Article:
Simply stated, the theme of a story is a universal truth about the human condition that your story illustrates. Your theme may be as general as love, or death, or taxes. Or it could be as specific as think before you speak or be prepared to deal with the consequences of your words. Or try not to buy a house next to a serial killer’s. (This article on the Reedsy blog does a great simple job of defining theme.)
But if simplicity is not your thing, some writers and teachers will tell you that the theme drives the entire story. The theme is what your main character needs and the story relates the journey to achieve it. (See this wonderful article by K.M. Weiland.)
I think a good definition of theme is the message the author is trying to convey through her writing. Even if the message is covert, it underlies the entire story. I dare say it underlies most nonfiction writing as well.
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That being said, I’m not always able to articulate the theme of books I’ve read until I speculate about the author’s purpose. For example, I recently read Angie Thomas’ The Hate U Give. I suspect Thomas wrote Starr’s story to give others a clue of what it’s like to be an African-American person in America. But what’s the theme?
My ulterior motive for writing The Unicornologist, my YA mystical fantasy work-in-progress, is to encourage my readers to be open to the supernatural. My main character comes face-to-face with Jesus through a centuries-old legend about the unicorn.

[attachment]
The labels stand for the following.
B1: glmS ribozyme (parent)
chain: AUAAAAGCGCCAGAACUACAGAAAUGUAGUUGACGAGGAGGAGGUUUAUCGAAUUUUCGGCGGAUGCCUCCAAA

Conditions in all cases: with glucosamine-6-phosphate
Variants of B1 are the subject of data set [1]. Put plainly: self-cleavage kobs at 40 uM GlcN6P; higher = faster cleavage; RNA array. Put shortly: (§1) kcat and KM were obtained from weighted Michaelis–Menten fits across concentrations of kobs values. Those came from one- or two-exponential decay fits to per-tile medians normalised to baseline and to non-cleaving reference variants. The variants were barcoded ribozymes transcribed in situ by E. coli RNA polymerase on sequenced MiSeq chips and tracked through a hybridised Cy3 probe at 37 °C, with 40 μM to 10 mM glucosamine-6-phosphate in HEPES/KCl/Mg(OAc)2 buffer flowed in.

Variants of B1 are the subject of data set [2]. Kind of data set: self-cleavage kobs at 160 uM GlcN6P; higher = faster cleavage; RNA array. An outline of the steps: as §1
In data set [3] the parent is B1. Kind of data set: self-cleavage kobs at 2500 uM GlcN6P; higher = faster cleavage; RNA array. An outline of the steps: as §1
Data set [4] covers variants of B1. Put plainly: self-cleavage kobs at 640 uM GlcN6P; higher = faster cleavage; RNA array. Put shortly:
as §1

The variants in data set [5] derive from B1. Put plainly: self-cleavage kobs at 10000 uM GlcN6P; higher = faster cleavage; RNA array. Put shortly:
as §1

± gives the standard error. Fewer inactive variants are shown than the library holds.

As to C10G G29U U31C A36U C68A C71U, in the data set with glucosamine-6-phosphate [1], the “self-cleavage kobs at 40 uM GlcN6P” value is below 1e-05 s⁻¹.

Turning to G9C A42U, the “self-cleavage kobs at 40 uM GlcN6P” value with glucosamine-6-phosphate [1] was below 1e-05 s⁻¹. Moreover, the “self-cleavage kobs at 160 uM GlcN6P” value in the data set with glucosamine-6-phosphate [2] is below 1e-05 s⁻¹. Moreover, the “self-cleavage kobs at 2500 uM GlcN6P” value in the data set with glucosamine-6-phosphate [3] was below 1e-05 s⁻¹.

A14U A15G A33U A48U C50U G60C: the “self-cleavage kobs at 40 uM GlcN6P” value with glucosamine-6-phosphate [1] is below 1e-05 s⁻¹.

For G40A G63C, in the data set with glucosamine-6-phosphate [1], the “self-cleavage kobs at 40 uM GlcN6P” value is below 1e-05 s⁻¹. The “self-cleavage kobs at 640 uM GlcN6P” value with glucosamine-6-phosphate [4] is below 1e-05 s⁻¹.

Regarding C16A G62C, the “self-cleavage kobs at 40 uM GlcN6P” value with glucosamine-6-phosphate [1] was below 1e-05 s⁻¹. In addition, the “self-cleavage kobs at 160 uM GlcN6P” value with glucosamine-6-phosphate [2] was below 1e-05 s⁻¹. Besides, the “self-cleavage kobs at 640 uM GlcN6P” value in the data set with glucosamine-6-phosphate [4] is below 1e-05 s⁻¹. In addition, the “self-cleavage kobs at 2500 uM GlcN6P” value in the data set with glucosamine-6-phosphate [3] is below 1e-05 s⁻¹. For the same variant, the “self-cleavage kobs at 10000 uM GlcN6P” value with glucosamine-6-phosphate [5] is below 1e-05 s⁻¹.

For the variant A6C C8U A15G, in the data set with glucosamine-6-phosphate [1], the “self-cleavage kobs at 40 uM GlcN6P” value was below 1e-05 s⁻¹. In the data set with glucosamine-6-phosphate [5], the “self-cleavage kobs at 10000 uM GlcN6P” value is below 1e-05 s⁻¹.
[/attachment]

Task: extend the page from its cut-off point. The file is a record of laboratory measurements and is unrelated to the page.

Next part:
Do you have to have a theme in hand before you begin writing your story? Yes. And no. Your story will seem ungrounded and pointless if you try not to have a theme. But sometimes your theme hides from you while you are writing the first draft. Before you start your rewrites, though, it would be beneficial to analyze and identify what your story’s message is and tailor your rewrites so the theme is always just below the surface.
Now it’s your turn. Do you have any additional insight into theme? What is the theme of the books you are writing or have written? Please share with us in the comments below.
Guest post contributed by ARHuelsenbeck. Former elementary general music teacher ARHuelsenbeck blogs about the arts and the creative process at ARHtistic License. She is currently writing a YA mystical fantasy and a Bible study guide, and submitting a poetry chapbook, with mystery and MG drafts waiting in the wings. You can follow her on Twitter, and see some of her artwork, photography, and quilts on Instagram.